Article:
While most of the story beats are largely forgettable, the way in which you spec your avatar is not. There are two different types of skill trees in the game: human and Typhon. The human skills include the ability to lift heavy things, increase durability, upgrade weapons and the like. However, if you so wish, you can throw caution to the wind and put all your Neuromods (Prey’s collectible and craftable skill points) into becoming more like the aliens you’re fighting. Become a hardback book, and scurry through cracks in doors you couldn’t as a fully-grown adult by imitating the very Mimics that make you jump. When cornered by a group of flying, robot Operators, you can jump forward a few feet in the blink of an eye, leaving a decoy in your original position that’ll confuse the enemy. Psychoshock nullifies the mind-control abilities of the floating Telepaths, leaving them wide open for a barrage of bullets. Put too much stock in imitating the Typhon and you’ll turn base defences against you, though — turrets will recognise you as a foreign body and gun you down as soon as you enter their view. If you want to remain more human, that’s still a viable option with a powered-up shotgun, or the exceptional GLOO Cannon that encases enemies in a sticky white substance. And that’s not even the best part.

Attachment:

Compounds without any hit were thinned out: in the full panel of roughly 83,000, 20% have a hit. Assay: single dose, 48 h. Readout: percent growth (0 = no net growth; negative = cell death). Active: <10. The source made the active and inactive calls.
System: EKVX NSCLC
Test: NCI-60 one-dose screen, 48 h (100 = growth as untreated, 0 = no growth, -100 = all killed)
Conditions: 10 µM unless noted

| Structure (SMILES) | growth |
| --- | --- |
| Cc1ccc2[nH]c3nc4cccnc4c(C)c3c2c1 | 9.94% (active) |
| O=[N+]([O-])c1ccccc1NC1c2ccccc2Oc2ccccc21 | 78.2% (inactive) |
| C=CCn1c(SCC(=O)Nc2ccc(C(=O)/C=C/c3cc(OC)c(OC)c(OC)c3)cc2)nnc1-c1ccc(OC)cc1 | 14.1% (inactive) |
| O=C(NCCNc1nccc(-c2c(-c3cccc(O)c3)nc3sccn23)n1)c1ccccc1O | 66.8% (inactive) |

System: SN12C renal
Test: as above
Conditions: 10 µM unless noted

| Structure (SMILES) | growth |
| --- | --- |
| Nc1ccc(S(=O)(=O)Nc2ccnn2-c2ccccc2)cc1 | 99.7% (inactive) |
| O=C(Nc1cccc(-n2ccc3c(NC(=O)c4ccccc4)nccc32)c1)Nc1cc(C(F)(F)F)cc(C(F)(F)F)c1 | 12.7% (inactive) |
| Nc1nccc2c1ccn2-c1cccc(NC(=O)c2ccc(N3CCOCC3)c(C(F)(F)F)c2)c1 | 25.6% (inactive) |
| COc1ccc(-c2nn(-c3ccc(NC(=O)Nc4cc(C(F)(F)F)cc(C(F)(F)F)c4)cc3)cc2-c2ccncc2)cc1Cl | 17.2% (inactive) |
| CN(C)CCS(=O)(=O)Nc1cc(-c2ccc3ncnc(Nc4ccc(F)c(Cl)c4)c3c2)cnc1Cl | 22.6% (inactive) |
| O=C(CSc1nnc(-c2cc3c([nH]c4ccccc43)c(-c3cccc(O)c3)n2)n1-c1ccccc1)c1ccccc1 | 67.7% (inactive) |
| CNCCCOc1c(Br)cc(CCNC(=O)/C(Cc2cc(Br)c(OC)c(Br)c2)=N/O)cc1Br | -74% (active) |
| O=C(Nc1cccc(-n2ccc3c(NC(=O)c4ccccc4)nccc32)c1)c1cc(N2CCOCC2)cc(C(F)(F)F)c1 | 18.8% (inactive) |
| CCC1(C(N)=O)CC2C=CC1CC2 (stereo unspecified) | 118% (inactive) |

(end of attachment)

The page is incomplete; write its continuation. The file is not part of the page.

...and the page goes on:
Prey (2017) Screenshots